Since 2009, the Center for Class Action Fairness has been objecting to a $0 settlement in a ludicrous class action against Bluetooth headsets alleging consumer injury because of failure to (adequately) disclose risk of hearing loss from loud volume settings. Apple won a similar case over iPods, but the defendants here decided to pay the attorneys $850,000 to go away. The district court rubber-stamped the settlement and fee request, and CCAF appealed. Friday, the Ninth Circuit reversed and remanded, instructing the district court to apply more scrutiny to a settlement where the fees were so disproportionate to the class recovery.
Especially important is the fact that the appeals court singled out a "kicker" provision segregating the fee request from class recovery: if the request was disallowed in whole or part, the money would revert to the defendant. In conjunction with the "clear sailing" provision whereby the defendant would not contest the fee request, the effect is to shield the fee request from scrutiny. For years, trial lawyers have argued to courts that this somehow benefits the class, because the fees will "come from the defendants, rather than from the class" as in the cases where a common fund is used to pay both the class and attorneys. This is an absurd fiction divorced from economic reality, and it is a very good sign that the Ninth Circuit rejected it. Also important is the recognition that when attorneys are asking for fees based on lodestar, there must be a cross-check against actual class recovery. [In re Bluetooth (9th Cir. Aug. 19, 2011); CCAF; Forbes; Law360 ($); Business Law Daily; Lawyers USA Online; Courthouse News; Am Law Litigation Daily ($)]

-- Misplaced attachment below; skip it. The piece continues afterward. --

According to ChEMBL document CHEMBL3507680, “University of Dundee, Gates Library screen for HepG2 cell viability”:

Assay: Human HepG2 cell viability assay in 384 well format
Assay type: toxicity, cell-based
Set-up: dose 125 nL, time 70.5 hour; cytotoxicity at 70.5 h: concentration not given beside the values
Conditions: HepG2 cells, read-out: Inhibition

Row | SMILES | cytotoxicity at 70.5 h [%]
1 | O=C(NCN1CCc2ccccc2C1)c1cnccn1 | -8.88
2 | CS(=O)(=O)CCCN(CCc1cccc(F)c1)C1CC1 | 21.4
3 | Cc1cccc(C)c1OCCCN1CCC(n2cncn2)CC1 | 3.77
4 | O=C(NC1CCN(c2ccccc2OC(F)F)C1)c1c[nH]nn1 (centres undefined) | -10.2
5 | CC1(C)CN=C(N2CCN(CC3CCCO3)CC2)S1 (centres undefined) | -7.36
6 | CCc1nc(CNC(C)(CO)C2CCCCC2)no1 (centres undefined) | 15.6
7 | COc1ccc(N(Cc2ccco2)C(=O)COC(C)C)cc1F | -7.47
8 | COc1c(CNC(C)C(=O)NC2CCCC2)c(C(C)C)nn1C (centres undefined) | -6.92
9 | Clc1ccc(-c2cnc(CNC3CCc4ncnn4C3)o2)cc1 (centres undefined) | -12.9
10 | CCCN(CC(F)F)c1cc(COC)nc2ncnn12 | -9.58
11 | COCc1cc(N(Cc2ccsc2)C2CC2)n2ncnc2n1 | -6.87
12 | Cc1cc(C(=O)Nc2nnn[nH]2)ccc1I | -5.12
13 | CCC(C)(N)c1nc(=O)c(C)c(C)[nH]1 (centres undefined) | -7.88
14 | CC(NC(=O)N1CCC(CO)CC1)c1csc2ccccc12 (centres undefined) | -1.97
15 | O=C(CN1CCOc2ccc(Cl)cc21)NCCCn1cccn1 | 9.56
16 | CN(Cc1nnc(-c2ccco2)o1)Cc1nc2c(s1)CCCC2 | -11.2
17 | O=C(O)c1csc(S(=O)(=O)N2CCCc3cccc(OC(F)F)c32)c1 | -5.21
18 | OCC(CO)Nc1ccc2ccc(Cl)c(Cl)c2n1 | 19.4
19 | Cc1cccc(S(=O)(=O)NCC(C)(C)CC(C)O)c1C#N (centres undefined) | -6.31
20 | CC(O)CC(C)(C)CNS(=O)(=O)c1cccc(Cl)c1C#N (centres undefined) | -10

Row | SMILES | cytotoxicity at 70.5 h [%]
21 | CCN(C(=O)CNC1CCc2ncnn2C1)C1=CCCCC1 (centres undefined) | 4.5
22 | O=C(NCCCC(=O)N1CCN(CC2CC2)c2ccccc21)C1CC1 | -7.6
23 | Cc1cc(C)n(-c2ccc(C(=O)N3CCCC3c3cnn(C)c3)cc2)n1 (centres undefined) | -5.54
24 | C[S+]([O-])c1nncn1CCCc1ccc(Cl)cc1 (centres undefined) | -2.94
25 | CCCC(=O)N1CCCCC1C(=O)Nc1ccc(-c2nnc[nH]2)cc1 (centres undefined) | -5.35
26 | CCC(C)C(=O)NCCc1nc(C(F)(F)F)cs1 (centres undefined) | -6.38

The Center for Class Action Fairness LLC is not affiliated with the Manhattan Institute.